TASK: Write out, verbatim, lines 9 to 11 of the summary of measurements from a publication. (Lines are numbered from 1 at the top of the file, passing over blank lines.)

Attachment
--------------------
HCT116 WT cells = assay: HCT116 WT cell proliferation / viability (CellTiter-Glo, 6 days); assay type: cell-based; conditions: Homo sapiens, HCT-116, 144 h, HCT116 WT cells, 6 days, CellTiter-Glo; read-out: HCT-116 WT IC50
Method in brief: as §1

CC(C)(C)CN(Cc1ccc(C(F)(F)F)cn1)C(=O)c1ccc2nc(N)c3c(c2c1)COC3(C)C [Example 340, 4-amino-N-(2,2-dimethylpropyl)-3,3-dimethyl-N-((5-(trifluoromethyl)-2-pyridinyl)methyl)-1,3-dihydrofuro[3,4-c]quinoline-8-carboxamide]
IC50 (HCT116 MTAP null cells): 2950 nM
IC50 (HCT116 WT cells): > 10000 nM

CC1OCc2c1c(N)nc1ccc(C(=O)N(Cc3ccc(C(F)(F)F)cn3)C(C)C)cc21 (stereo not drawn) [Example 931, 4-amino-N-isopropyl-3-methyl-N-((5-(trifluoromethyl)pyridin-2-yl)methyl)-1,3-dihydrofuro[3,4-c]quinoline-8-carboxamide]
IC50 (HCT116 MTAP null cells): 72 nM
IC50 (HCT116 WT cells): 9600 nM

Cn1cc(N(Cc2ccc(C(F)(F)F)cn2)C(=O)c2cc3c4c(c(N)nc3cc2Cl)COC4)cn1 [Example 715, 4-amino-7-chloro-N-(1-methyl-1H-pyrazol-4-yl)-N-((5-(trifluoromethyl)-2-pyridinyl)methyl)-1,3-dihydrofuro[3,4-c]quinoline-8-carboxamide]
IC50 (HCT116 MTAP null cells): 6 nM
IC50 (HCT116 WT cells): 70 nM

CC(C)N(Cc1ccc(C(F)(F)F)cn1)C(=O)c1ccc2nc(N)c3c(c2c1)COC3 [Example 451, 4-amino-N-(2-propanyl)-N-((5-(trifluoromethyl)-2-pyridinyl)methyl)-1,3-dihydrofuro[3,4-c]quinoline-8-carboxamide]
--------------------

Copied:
Cn1cc(N(Cc2ccc(C(F)(F)F)cn2)C(=O)c2cc3c4c(c(N)nc3cc2Cl)COC4)cn1 [Example 715, 4-amino-7-chloro-N-(1-methyl-1H-pyrazol-4-yl)-N-((5-(trifluoromethyl)-2-pyridinyl)methyl)-1,3-dihydrofuro[3,4-c]quinoline-8-carboxamide]
IC50 (HCT116 MTAP null cells): 6 nM
IC50 (HCT116 WT cells): 70 nM